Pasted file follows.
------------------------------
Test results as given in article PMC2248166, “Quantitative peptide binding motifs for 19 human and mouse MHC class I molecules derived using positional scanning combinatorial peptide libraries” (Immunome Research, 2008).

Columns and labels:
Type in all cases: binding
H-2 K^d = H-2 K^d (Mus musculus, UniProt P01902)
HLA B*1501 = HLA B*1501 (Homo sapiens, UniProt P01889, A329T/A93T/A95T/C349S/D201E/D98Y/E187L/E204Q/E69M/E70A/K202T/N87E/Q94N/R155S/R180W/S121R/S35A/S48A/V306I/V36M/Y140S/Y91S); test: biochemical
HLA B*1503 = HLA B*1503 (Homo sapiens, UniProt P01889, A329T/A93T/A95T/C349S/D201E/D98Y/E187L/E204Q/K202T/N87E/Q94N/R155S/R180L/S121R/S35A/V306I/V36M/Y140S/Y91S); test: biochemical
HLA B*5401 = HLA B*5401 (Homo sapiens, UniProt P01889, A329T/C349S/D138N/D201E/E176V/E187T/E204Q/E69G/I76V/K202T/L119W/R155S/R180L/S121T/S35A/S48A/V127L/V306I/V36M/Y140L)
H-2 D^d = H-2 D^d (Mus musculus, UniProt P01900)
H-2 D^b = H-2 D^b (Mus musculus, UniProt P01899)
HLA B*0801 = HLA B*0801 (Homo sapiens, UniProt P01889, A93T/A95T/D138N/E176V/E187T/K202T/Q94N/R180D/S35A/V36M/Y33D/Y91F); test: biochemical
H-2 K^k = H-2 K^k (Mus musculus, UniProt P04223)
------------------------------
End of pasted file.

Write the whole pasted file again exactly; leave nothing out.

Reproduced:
Test results as given in article PMC2248166, “Quantitative peptide binding motifs for 19 human and mouse MHC class I molecules derived using positional scanning combinatorial peptide libraries” (Immunome Research, 2008).

Columns and labels:
Type in all cases: binding
H-2 K^d = H-2 K^d (Mus musculus, UniProt P01902)
HLA B*1501 = HLA B*1501 (Homo sapiens, UniProt P01889, A329T/A93T/A95T/C349S/D201E/D98Y/E187L/E204Q/E69M/E70A/K202T/N87E/Q94N/R155S/R180W/S121R/S35A/S48A/V306I/V36M/Y140S/Y91S); test: biochemical
HLA B*1503 = HLA B*1503 (Homo sapiens, UniProt P01889, A329T/A93T/A95T/C349S/D201E/D98Y/E187L/E204Q/K202T/N87E/Q94N/R155S/R180L/S121R/S35A/V306I/V36M/Y140S/Y91S); test: biochemical
HLA B*5401 = HLA B*5401 (Homo sapiens, UniProt P01889, A329T/C349S/D138N/D201E/E176V/E187T/E204Q/E69G/I76V/K202T/L119W/R155S/R180L/S121T/S35A/S48A/V127L/V306I/V36M/Y140L)
H-2 D^d = H-2 D^d (Mus musculus, UniProt P01900)
H-2 D^b = H-2 D^b (Mus musculus, UniProt P01899)
HLA B*0801 = HLA B*0801 (Homo sapiens, UniProt P01889, A93T/A95T/D138N/E176V/E187T/K202T/Q94N/R180D/S35A/V36M/Y33D/Y91F); test: biochemical
H-2 K^k = H-2 K^k (Mus musculus, UniProt P04223)